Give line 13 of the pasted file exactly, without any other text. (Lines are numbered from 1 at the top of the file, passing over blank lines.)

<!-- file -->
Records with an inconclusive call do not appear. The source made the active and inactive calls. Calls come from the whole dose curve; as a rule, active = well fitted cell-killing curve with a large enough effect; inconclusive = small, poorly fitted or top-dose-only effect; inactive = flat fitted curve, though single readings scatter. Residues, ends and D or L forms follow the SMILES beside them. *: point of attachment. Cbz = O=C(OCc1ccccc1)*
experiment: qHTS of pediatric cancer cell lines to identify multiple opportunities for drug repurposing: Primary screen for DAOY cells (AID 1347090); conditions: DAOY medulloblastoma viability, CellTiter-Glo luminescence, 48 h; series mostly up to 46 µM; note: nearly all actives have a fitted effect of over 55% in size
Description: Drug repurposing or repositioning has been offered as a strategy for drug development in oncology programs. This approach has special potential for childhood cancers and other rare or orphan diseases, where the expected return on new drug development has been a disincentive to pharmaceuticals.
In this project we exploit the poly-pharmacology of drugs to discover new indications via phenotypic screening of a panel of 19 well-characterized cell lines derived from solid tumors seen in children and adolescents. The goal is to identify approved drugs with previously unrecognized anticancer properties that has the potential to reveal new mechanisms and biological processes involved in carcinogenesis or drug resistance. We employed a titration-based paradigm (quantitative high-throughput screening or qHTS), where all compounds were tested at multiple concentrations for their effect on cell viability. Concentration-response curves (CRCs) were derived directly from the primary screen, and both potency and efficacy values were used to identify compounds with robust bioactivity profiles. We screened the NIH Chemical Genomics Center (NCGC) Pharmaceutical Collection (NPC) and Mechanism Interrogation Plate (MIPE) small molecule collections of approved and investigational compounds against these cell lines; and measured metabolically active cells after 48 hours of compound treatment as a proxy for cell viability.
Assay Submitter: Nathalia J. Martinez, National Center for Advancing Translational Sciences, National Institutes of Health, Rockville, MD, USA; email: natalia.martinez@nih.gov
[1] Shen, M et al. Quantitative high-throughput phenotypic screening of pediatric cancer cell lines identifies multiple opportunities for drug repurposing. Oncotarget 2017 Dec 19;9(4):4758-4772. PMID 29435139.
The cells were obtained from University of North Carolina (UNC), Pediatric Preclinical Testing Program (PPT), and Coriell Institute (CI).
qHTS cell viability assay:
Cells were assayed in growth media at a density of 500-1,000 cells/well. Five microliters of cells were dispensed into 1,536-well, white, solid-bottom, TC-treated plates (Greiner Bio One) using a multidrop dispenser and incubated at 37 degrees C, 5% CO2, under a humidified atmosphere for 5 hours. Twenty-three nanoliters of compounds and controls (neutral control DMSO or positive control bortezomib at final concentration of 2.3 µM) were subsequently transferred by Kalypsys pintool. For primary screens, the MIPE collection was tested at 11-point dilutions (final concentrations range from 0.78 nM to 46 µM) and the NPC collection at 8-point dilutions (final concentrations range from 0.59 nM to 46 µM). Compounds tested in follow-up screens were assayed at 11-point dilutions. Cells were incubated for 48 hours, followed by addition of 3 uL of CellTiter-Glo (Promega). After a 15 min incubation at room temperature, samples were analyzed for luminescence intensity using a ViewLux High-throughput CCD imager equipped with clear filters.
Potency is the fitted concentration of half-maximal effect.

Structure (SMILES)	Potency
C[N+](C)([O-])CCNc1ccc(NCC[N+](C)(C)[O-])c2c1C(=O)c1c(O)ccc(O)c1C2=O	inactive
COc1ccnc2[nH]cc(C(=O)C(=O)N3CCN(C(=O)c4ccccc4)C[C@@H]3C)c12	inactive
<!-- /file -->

COc1ccnc2[nH]cc(C(=O)C(=O)N3CCN(C(=O)c4ccccc4)C[C@@H]3C)c12	inactive